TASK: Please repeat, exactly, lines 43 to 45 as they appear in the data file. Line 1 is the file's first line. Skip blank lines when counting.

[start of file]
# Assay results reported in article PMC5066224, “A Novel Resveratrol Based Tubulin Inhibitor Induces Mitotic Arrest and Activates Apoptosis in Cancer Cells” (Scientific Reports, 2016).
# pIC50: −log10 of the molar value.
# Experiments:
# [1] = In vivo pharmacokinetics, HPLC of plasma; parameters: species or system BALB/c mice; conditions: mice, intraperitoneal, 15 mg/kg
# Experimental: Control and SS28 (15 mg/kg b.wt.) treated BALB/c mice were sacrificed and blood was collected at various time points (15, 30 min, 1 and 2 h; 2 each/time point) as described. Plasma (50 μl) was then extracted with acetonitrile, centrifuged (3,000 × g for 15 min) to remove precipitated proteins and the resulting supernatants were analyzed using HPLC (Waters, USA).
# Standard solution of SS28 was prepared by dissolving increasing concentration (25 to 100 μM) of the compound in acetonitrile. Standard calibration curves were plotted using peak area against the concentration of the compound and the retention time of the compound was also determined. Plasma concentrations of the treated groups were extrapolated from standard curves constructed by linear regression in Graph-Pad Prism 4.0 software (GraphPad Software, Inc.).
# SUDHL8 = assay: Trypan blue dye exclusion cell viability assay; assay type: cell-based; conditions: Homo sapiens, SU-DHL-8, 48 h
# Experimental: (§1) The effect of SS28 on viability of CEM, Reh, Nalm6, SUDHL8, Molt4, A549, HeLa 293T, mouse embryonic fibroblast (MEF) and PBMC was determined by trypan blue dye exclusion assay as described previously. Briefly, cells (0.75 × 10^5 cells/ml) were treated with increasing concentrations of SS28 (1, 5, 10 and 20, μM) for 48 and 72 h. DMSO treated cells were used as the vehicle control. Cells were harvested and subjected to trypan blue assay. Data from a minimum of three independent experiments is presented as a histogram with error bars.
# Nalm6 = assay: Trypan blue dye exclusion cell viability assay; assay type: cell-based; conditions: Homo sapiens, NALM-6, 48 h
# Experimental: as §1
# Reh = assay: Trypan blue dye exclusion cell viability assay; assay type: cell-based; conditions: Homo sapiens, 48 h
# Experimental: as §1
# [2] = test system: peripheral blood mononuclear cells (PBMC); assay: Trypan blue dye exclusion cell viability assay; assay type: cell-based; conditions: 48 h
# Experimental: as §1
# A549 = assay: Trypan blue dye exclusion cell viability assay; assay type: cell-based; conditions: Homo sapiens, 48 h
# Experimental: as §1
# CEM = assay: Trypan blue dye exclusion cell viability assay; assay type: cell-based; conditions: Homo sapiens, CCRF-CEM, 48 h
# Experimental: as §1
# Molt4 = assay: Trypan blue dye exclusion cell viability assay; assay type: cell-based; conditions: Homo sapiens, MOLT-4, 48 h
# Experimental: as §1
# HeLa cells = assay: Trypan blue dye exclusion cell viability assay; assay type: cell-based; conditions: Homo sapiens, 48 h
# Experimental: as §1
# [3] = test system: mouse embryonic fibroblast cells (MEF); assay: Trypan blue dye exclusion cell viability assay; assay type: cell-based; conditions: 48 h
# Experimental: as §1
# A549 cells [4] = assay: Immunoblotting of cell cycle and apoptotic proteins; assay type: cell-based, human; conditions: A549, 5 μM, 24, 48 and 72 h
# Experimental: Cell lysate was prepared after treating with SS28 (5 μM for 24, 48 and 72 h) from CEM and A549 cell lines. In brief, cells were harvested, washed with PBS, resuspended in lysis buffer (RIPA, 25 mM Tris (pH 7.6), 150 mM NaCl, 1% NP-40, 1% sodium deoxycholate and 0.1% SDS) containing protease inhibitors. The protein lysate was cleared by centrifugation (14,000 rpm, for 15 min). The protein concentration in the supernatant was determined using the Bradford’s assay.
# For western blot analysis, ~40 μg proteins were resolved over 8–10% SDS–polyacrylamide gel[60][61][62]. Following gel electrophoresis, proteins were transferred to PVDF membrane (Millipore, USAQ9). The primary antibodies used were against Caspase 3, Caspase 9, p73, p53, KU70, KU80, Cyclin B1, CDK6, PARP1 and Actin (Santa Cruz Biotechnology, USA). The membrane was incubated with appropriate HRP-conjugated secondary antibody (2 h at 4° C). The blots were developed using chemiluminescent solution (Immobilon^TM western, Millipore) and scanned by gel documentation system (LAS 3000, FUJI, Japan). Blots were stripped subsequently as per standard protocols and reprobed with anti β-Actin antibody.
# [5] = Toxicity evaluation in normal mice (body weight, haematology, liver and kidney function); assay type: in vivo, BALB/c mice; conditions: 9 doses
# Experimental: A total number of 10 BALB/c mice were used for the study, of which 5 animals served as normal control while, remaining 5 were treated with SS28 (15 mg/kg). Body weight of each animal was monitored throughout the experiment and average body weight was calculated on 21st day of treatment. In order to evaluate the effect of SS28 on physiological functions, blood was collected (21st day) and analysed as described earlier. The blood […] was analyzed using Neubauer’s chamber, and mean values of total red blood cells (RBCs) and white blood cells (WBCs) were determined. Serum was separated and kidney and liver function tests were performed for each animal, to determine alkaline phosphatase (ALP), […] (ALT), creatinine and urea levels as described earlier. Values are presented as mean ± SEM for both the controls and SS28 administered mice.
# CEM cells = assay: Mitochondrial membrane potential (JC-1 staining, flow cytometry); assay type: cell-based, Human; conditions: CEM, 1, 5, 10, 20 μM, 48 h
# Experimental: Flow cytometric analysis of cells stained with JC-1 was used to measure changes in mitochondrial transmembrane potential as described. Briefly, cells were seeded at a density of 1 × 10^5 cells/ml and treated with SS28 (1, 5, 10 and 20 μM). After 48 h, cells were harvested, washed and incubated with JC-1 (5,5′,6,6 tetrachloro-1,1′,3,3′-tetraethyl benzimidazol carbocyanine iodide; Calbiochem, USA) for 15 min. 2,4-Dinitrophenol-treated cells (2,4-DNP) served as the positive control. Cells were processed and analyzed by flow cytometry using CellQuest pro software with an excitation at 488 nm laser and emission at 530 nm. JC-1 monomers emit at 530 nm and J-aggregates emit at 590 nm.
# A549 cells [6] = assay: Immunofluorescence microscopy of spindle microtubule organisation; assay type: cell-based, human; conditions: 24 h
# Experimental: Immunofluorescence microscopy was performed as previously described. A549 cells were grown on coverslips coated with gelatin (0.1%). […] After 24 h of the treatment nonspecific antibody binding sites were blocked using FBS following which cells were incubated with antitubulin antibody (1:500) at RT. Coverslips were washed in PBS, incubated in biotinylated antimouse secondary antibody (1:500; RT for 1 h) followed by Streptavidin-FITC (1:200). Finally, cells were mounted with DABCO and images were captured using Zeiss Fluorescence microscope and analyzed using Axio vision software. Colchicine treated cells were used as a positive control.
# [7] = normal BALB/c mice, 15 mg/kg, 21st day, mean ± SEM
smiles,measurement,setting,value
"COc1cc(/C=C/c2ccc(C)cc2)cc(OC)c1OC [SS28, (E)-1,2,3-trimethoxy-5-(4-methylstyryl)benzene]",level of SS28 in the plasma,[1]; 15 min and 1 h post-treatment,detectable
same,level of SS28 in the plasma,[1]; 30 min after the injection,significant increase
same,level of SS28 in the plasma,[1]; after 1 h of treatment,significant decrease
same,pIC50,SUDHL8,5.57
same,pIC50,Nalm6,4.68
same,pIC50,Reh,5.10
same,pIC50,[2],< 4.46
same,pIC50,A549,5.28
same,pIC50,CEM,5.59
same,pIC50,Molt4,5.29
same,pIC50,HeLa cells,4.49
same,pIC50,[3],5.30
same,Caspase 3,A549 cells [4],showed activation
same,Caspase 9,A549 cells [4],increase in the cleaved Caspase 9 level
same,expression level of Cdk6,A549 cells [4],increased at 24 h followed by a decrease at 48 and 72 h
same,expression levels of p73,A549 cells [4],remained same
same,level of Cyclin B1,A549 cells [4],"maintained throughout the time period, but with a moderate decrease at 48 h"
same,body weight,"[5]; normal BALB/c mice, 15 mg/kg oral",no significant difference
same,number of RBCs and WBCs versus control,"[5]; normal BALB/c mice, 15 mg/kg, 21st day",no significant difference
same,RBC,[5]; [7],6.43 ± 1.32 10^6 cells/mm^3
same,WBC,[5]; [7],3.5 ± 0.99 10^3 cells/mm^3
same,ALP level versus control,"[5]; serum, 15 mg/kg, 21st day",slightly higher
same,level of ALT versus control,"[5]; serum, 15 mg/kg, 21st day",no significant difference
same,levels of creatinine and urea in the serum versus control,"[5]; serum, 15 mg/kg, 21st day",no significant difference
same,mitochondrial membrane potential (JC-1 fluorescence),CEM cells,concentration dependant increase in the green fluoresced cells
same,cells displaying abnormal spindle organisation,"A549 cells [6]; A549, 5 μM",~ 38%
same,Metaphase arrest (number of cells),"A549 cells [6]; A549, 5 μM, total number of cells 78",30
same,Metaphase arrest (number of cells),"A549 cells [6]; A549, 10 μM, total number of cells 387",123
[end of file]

same,pIC50,A549,5.28
same,pIC50,CEM,5.59
same,pIC50,Molt4,5.29